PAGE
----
2) Young populations with "in demand" options. You know, that whole expression about being liberal at 20 and having a heart, vs being a conservative at 35 or being Liberal at 35 and having no brain.

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Chik-fil-a doesn't mind pissing off liberals. Their CEO doesn't feel like he has to play make-believe.

Chik-fil-a doesn't require a highly trained Tech-Savy workforce with 4+ years of instruction on Computer Science related topics. Their customer base also trends towards more conservative leaning regions of the country.

Quote
I'm not implying causation, just musing about the correlation. And also the vaccuum of innovation "for the right". Millions of people loathe Google, Facebook, Twitter for censorship and bias, yet no real alternative has arisen.

Probably because most Conservatives/Moderates don't spend most of their time on Social Media? They're living their life in person, not electronically. In some cases, they may actually be security conscious enough that a lot of their private life remains mostly private, and doesn't make its way to social media at all.

In that respect, they're a demographic that doesn't generate a whole lot of revenue, and since they're not particularly active online, it makes for a "slow moving social media experience" which keeps others away.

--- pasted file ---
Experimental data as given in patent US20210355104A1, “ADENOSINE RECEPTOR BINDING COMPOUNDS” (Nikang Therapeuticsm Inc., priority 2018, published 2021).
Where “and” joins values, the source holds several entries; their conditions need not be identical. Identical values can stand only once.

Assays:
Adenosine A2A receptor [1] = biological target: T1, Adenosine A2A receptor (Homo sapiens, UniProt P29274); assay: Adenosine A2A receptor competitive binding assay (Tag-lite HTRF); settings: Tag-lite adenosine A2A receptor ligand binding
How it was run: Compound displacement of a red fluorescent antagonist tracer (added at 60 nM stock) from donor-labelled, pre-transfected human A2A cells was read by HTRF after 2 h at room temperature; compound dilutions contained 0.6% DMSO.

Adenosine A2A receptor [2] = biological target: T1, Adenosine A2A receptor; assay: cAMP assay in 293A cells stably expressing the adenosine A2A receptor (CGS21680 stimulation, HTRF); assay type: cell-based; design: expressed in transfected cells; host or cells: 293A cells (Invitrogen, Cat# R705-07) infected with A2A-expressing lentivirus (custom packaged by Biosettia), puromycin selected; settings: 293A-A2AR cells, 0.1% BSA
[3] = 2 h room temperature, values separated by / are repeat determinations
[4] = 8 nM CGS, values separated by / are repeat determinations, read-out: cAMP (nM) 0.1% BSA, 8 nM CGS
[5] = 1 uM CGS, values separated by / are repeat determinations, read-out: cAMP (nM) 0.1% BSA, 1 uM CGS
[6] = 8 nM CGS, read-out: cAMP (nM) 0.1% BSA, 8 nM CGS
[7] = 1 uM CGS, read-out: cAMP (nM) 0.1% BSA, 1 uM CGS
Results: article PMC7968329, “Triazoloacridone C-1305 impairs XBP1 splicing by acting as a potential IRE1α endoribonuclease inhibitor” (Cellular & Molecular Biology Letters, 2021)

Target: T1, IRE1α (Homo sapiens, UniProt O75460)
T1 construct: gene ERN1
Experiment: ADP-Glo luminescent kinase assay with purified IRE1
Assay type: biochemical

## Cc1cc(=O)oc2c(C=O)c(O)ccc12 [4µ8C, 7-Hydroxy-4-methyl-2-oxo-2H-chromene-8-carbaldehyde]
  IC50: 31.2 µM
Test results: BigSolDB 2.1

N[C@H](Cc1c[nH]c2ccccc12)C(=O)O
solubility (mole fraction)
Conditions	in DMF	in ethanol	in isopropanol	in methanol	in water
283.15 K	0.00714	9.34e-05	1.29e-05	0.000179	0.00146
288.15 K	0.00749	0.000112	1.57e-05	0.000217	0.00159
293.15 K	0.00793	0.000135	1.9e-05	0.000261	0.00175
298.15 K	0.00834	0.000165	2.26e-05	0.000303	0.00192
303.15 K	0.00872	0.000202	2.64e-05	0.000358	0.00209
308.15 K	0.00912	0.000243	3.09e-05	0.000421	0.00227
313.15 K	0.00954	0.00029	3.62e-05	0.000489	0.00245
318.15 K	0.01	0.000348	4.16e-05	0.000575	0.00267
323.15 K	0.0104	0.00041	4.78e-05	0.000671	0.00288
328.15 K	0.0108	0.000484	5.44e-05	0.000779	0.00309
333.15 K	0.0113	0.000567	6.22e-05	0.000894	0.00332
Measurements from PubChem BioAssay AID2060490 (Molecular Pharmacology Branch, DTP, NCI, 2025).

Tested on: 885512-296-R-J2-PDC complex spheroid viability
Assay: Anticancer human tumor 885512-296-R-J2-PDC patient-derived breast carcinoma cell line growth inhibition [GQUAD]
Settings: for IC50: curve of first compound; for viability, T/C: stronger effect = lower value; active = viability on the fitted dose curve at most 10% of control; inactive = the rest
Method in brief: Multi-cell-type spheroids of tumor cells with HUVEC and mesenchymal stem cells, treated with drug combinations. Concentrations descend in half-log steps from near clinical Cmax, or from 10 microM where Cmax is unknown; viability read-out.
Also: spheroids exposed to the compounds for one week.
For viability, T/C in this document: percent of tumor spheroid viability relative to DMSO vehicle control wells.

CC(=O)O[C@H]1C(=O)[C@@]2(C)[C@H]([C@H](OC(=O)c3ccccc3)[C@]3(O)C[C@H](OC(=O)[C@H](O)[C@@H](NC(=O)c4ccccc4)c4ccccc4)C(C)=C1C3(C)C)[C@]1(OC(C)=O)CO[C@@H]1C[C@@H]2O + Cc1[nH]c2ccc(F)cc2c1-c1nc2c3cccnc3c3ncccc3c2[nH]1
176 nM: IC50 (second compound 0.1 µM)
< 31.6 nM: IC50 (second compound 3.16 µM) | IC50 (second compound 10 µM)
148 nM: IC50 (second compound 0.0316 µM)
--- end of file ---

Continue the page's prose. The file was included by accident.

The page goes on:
As to Google, while Conservatives are becoming increasingly uneasy about Alphabet in general, the search results are unparalleled at present, although they get caught out at "enough" shenanigans regarding traffic shaping and Conservative topics, and they probably will eventually start aggressively looking for other options. They just haven't been caught out with a "large enough breach of trust" for people to really look at the other options.

TheDrake

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Re: liberal tech companies
« Reply #10 on: April 12, 2019, 07:45:04 AM »
I don't know about the college theory. There are many Republicans with degrees - Romney basically equalled Obama in that category.

Age might be more of an indicator. Most of the disruptors in tech are 20-30 years old. But within that group, 37% supported Trump.

As for social media, I believe we've heard about how much "shadow banning" is hurting conservative voices. That would only happen if there were a significant presence relying on social media for distribution, wouldn't it?

I tend to wonder if it is about disruption. The traditional conservative tends to like things the way they are, and are wary of radical change. Would that naturally limit the number of people who have the attitude to create an Uber?

There definitely is validity to the potential for liberal backlash. Uber has come under fire with campaigns to delete accounts. But there's the other side, conservatives tend to be more dramatic by destroying the products they own if a company draws their ire - from Keurig to Nike.

I also wonder if conservatives tend to be drawn to other pursuits, like finance rather than tech. Other types of engineering, like civil or petroleum, perhaps? Fields where disruption is not a necessary or even desirable quality?

Seriati

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Re: liberal tech companies
« Reply #11 on: April 12, 2019, 10:46:35 AM »
I think age is the biggest factor.  Tech is dominated by the young.